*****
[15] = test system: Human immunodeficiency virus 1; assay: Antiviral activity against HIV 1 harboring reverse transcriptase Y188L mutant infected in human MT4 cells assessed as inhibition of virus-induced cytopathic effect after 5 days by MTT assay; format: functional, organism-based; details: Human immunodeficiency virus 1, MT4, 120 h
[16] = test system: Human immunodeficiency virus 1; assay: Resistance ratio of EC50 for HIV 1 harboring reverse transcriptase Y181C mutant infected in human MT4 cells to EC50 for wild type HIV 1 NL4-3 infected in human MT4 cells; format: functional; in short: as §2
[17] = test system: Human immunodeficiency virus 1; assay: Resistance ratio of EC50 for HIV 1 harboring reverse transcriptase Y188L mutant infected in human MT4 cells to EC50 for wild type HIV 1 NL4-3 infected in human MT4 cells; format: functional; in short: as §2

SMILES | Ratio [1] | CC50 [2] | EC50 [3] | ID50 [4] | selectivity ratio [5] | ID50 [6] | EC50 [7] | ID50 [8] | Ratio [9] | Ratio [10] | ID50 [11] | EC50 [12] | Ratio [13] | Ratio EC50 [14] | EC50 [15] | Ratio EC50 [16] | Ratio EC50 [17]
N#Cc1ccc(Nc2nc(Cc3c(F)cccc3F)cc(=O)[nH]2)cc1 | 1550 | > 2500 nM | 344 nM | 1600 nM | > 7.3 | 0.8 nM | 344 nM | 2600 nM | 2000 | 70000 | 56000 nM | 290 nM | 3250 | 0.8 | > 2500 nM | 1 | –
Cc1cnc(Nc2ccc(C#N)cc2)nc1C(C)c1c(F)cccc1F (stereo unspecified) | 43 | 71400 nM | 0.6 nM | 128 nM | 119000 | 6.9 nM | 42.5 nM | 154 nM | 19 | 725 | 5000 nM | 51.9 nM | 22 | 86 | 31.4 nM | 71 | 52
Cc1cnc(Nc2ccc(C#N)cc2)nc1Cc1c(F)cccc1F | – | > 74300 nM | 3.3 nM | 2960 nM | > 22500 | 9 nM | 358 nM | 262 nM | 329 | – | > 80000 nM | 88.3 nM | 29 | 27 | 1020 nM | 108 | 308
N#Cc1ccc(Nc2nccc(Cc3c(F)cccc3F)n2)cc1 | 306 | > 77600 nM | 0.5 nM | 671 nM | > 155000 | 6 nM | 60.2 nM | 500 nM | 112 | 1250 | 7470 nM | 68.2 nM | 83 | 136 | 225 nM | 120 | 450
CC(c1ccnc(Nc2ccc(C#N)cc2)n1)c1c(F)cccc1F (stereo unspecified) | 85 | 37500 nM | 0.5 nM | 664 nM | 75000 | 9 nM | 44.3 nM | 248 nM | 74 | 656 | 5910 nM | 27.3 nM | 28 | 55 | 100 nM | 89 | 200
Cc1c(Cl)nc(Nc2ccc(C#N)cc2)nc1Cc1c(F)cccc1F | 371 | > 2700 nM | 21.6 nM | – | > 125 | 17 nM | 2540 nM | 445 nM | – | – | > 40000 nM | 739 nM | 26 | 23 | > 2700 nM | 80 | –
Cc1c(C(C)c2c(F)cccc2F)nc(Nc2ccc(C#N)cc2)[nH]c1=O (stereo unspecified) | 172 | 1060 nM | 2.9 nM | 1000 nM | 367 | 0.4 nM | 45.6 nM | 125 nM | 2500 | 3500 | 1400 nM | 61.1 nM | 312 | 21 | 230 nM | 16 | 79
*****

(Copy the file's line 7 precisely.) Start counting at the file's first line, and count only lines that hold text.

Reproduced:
Cc1cnc(Nc2ccc(C#N)cc2)nc1Cc1c(F)cccc1F | – | > 74300 nM | 3.3 nM | 2960 nM | > 22500 | 9 nM | 358 nM | 262 nM | 329 | – | > 80000 nM | 88.3 nM | 29 | 27 | 1020 nM | 108 | 308